Review: We, Robots by Sue Lange
Monday, May 26, 2008
We, Robots by Sue Lange
Aqueduct Press, 2007
98 pages, ISBN 1933500115
$12 / Paperback
As computers become smaller, faster, and more interconnected, I.J. Good's "intelligence explosion" becomes more and more a topic of conversation. First popularized by Verner Vinge as "the Singularity" and more recently made technologically pop-culture with futurist/transhumanist Ray Kurzweil's non-fiction, the "moment" of artificial intelligence has a celebrated past.
Sue Lange's novella, "We, Robots", is volume 16 in Aqueduct Press' "Conversation Pieces" series, a series aimed at "facilitating the 'grand conversation'." And "We, Robots" does a grand job of laying the foundation for conversation for someone not versed with the concepts; and it is an interesting story in its own right, told with somewhat of an Asimovian tongue.
"We, Robots" is a historical monologue delivered by Avey (an AV-1 robot, "[t]he latest in Parent Company consumer technology."). Avey was bought at a big box store by Chit and Dal--to shuttle their child to and from school, paid for by HR Bill 931-206 - "every kid in the U.S. guaranteed a safe environment to and from school". Avey watches over Angelina as she grows up, sometimes dropping straight into the story of it all, sometimes giving bits of post-Regularity thought.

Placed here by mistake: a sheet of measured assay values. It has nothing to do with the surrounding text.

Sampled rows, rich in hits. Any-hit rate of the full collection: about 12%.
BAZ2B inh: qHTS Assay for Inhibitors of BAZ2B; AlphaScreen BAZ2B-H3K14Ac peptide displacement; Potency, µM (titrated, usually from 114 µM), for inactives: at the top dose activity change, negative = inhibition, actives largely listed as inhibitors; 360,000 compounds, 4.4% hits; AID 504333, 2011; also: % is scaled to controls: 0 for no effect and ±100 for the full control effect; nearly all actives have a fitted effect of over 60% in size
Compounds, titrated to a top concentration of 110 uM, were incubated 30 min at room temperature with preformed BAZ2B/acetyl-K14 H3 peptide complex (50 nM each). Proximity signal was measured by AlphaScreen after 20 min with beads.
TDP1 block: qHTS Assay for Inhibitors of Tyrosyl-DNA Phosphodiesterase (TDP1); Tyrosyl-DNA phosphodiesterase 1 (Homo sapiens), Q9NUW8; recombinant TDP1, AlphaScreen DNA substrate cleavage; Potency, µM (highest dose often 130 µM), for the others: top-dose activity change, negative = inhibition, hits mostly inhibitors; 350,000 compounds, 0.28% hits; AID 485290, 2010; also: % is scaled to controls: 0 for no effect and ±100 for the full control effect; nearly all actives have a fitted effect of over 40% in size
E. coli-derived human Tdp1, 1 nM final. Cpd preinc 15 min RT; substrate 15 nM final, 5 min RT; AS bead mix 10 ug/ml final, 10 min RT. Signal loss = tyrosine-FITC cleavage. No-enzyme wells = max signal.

The Regularity is Lange's conversational "What if?" Humans fear the Singularity and take Steps to prevent a robot rebellion. Their fear, of course, accelerates the process. If that whets your curiosity, definitely pick up a copy. It's a quick and easy conversational read with interesting thoughts interspersed throughout.
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